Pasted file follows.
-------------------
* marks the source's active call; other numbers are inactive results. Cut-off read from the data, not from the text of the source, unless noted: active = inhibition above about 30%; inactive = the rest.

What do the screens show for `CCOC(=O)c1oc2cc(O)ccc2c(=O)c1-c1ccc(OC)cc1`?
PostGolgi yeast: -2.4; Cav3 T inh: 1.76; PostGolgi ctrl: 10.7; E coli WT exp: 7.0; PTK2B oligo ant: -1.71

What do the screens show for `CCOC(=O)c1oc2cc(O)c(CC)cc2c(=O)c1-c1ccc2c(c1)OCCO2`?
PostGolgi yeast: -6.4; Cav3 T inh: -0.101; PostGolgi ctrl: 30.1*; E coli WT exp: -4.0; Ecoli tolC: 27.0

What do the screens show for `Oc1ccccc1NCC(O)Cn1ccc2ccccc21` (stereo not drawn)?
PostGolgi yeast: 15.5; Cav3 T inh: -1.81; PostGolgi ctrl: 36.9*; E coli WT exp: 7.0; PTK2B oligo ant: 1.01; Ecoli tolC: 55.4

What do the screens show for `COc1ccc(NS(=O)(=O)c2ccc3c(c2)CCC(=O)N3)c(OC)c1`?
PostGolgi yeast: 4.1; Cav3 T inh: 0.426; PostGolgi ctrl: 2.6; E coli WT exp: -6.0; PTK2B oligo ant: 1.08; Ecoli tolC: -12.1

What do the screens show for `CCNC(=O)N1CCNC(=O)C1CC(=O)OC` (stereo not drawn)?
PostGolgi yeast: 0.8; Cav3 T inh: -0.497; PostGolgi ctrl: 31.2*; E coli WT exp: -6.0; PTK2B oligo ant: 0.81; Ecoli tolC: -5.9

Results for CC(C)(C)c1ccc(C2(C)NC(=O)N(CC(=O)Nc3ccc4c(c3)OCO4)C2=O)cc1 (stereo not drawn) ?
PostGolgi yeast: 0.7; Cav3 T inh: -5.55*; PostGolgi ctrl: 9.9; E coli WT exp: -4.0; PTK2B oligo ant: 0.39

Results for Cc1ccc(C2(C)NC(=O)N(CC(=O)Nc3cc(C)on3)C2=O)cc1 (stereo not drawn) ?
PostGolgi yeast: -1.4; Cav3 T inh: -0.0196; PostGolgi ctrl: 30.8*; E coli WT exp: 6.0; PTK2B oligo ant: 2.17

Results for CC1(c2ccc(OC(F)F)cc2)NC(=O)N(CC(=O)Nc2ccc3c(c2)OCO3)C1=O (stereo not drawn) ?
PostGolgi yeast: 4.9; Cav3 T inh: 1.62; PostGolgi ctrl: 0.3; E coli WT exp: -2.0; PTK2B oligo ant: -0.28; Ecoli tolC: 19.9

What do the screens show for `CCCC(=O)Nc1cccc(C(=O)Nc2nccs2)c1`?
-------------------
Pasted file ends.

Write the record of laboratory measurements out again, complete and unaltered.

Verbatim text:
* marks the source's active call; other numbers are inactive results. Cut-off read from the data, not from the text of the source, unless noted: active = inhibition above about 30%; inactive = the rest.

What do the screens show for `CCOC(=O)c1oc2cc(O)ccc2c(=O)c1-c1ccc(OC)cc1`?
PostGolgi yeast: -2.4; Cav3 T inh: 1.76; PostGolgi ctrl: 10.7; E coli WT exp: 7.0; PTK2B oligo ant: -1.71

What do the screens show for `CCOC(=O)c1oc2cc(O)c(CC)cc2c(=O)c1-c1ccc2c(c1)OCCO2`?
PostGolgi yeast: -6.4; Cav3 T inh: -0.101; PostGolgi ctrl: 30.1*; E coli WT exp: -4.0; Ecoli tolC: 27.0

What do the screens show for `Oc1ccccc1NCC(O)Cn1ccc2ccccc21` (stereo not drawn)?
PostGolgi yeast: 15.5; Cav3 T inh: -1.81; PostGolgi ctrl: 36.9*; E coli WT exp: 7.0; PTK2B oligo ant: 1.01; Ecoli tolC: 55.4

What do the screens show for `COc1ccc(NS(=O)(=O)c2ccc3c(c2)CCC(=O)N3)c(OC)c1`?
PostGolgi yeast: 4.1; Cav3 T inh: 0.426; PostGolgi ctrl: 2.6; E coli WT exp: -6.0; PTK2B oligo ant: 1.08; Ecoli tolC: -12.1

What do the screens show for `CCNC(=O)N1CCNC(=O)C1CC(=O)OC` (stereo not drawn)?
PostGolgi yeast: 0.8; Cav3 T inh: -0.497; PostGolgi ctrl: 31.2*; E coli WT exp: -6.0; PTK2B oligo ant: 0.81; Ecoli tolC: -5.9

Results for CC(C)(C)c1ccc(C2(C)NC(=O)N(CC(=O)Nc3ccc4c(c3)OCO4)C2=O)cc1 (stereo not drawn) ?
PostGolgi yeast: 0.7; Cav3 T inh: -5.55*; PostGolgi ctrl: 9.9; E coli WT exp: -4.0; PTK2B oligo ant: 0.39

Results for Cc1ccc(C2(C)NC(=O)N(CC(=O)Nc3cc(C)on3)C2=O)cc1 (stereo not drawn) ?
PostGolgi yeast: -1.4; Cav3 T inh: -0.0196; PostGolgi ctrl: 30.8*; E coli WT exp: 6.0; PTK2B oligo ant: 2.17

Results for CC1(c2ccc(OC(F)F)cc2)NC(=O)N(CC(=O)Nc2ccc3c(c2)OCO3)C1=O (stereo not drawn) ?
PostGolgi yeast: 4.9; Cav3 T inh: 1.62; PostGolgi ctrl: 0.3; E coli WT exp: -2.0; PTK2B oligo ant: -0.28; Ecoli tolC: 19.9

What do the screens show for `CCCC(=O)Nc1cccc(C(=O)Nc2nccs2)c1`?